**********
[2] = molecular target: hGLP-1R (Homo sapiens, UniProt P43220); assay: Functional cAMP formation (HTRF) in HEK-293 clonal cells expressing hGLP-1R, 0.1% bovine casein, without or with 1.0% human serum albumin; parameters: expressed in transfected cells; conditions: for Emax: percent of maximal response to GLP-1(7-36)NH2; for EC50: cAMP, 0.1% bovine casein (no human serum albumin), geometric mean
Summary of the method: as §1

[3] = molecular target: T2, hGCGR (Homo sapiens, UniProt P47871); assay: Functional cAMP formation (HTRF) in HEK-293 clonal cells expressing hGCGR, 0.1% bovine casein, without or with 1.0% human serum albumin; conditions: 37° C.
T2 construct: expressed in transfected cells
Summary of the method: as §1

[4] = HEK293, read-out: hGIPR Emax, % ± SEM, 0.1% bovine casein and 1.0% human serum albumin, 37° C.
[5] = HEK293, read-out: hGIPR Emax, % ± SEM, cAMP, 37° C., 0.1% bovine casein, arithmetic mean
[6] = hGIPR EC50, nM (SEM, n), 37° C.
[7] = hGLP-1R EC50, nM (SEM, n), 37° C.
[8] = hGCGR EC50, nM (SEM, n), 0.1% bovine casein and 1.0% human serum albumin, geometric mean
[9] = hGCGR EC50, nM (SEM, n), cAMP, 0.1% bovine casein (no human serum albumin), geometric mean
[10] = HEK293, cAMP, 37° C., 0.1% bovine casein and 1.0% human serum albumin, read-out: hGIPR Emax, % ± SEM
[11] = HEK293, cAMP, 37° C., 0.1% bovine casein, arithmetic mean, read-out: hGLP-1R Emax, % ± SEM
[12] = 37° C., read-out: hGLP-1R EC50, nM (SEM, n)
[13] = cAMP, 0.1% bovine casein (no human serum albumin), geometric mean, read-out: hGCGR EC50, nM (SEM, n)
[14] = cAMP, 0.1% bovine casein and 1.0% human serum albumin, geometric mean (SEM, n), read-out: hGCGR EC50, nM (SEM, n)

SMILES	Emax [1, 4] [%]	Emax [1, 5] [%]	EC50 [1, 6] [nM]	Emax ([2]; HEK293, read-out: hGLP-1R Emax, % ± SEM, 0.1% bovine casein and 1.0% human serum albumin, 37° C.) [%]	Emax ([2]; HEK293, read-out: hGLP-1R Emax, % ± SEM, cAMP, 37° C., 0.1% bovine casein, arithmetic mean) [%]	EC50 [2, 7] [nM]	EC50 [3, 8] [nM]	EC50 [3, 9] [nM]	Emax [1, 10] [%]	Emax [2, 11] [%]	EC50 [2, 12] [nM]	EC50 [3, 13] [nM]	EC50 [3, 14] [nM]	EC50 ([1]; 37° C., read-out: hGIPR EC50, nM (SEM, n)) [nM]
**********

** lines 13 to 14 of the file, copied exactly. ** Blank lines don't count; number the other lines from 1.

[11] = HEK293, cAMP, 37° C., 0.1% bovine casein, arithmetic mean, read-out: hGLP-1R Emax, % ± SEM
[12] = 37° C., read-out: hGLP-1R EC50, nM (SEM, n)